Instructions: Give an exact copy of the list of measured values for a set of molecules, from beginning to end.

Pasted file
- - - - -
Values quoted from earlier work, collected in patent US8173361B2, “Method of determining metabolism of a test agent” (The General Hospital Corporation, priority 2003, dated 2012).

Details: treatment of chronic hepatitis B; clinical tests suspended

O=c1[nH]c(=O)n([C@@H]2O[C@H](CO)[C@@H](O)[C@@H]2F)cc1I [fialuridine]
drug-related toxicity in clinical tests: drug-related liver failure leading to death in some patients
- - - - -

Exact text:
Values quoted from earlier work, collected in patent US8173361B2, “Method of determining metabolism of a test agent” (The General Hospital Corporation, priority 2003, dated 2012).

Details: treatment of chronic hepatitis B; clinical tests suspended

O=c1[nH]c(=O)n([C@@H]2O[C@H](CO)[C@@H](O)[C@@H]2F)cc1I [fialuridine]
drug-related toxicity in clinical tests: drug-related liver failure leading to death in some patients